KINSHASA (Reuters) - Poor planning, a lack of objectives and insufficient funding have hobbled President Felix Tshisekedi’s pledge to end the bloodshed in eastern Democratic Republic of Congo, according to a confidential parliamentary report seen by Reuters on Friday.
In May the government replaced civilian administrations in North Kivu and Ituri provinces with police and military figures in a bid to improve decades of security issues in the mineral-rich region.
Since May civilians have been killed at the same rate as before, reaching more than 1,000 this week, according to data compiled by the Kivu Security Tracker, which maps violence in the region.
Compiled by the National Assembly’s Defence and Security Commission, the report found killings, rapes, and robberies have intensified in affected areas since the martial law was established in the two provinces in May.
Spokespeople for the government and army were not immediately available to comment.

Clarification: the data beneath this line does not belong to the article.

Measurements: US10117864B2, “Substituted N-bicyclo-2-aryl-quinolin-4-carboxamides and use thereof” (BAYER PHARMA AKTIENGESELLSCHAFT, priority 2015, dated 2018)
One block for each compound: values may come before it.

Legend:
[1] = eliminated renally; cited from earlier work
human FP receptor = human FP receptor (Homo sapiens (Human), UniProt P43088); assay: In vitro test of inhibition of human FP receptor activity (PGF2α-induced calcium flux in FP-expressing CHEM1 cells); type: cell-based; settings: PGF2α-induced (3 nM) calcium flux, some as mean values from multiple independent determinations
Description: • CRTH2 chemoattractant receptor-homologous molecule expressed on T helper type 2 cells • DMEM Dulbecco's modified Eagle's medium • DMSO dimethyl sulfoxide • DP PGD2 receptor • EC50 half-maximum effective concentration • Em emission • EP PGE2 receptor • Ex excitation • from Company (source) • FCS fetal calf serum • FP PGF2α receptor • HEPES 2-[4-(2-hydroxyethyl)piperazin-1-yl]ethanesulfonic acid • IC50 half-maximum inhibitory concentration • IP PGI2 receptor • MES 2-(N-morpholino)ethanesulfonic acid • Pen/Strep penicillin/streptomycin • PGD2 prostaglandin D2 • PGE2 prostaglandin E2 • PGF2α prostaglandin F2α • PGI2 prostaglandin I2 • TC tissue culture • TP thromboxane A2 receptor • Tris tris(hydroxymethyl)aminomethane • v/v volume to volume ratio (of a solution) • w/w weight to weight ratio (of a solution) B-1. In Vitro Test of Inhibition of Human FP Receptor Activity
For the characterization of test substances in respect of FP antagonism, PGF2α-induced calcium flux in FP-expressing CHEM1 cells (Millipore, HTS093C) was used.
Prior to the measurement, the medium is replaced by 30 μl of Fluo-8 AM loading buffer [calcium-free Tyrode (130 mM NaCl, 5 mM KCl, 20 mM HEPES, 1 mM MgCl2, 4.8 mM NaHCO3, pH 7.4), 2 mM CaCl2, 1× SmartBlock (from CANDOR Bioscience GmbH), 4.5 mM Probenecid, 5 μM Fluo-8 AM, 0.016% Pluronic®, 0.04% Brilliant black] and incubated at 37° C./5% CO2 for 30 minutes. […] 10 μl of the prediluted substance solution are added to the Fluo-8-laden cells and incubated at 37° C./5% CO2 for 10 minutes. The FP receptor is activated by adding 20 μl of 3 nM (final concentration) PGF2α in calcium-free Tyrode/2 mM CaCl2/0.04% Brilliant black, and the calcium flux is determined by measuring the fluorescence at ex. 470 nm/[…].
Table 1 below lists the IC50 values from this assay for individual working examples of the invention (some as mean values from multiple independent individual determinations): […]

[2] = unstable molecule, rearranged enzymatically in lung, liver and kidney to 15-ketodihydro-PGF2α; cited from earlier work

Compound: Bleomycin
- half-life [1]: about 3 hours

Based on interviews with five senior ministers, including defence and finance, the report said the army’s request for $596 million to implement the state of siege, more than double its annual budget, was met by an initial disbursement of just $33 million.
More than half of the money was spent in the army headquarters in Kinshasa, with another 12% on salary arrears.
“The proclamation of a state of siege was not underpinned by strategic action-planning,” the report said.
“It was done without a substantial and coherent financial package, without defining military objectives, and without a timetable of strategic actions,” it said.
Other problems cited by the report included the lack of equipment and transport, ghost soldiers, a worrying human rights situation, corruption, illegal road blocks demanding “taxes of the state of siege”, and a lack of collaboration with local communities.
The report, which was submitted on Sept. 29, said 273 soldiers have been killed and 111 injured since May, revealing for the first time the human toll on the army.
Violence has remained endemic along Congo’s border with Uganda, Rwanda and Burundi since the official end of the civil war in 2003, but security issues have intensified in the past two years.
Reporting by Hereward Holland; Editing by Bate Felix and Chizu Nomiyama
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